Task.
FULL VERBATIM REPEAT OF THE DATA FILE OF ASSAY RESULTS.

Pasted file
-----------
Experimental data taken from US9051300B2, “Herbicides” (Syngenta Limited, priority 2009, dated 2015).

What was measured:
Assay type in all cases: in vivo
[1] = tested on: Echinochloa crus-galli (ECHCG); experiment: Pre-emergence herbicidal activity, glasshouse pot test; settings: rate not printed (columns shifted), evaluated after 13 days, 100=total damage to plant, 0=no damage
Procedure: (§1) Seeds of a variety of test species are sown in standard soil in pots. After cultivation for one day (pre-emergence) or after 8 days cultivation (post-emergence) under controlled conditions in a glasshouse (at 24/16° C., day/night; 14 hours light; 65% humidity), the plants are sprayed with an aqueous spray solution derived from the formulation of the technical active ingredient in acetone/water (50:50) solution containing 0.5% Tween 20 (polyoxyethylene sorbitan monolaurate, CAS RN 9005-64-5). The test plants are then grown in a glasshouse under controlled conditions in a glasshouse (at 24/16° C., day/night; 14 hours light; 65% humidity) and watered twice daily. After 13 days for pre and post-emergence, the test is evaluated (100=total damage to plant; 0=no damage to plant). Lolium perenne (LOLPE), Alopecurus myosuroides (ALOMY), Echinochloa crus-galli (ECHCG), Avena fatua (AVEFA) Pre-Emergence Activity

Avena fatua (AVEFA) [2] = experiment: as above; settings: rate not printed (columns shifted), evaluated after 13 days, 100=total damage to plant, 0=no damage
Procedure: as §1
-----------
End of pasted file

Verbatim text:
Experimental data taken from US9051300B2, “Herbicides” (Syngenta Limited, priority 2009, dated 2015).

What was measured:
Assay type in all cases: in vivo
[1] = tested on: Echinochloa crus-galli (ECHCG); experiment: Pre-emergence herbicidal activity, glasshouse pot test; settings: rate not printed (columns shifted), evaluated after 13 days, 100=total damage to plant, 0=no damage
Procedure: (§1) Seeds of a variety of test species are sown in standard soil in pots. After cultivation for one day (pre-emergence) or after 8 days cultivation (post-emergence) under controlled conditions in a glasshouse (at 24/16° C., day/night; 14 hours light; 65% humidity), the plants are sprayed with an aqueous spray solution derived from the formulation of the technical active ingredient in acetone/water (50:50) solution containing 0.5% Tween 20 (polyoxyethylene sorbitan monolaurate, CAS RN 9005-64-5). The test plants are then grown in a glasshouse under controlled conditions in a glasshouse (at 24/16° C., day/night; 14 hours light; 65% humidity) and watered twice daily. After 13 days for pre and post-emergence, the test is evaluated (100=total damage to plant; 0=no damage to plant). Lolium perenne (LOLPE), Alopecurus myosuroides (ALOMY), Echinochloa crus-galli (ECHCG), Avena fatua (AVEFA) Pre-Emergence Activity

Avena fatua (AVEFA) [2] = experiment: as above; settings: rate not printed (columns shifted), evaluated after 13 days, 100=total damage to plant, 0=no damage
Procedure: as §1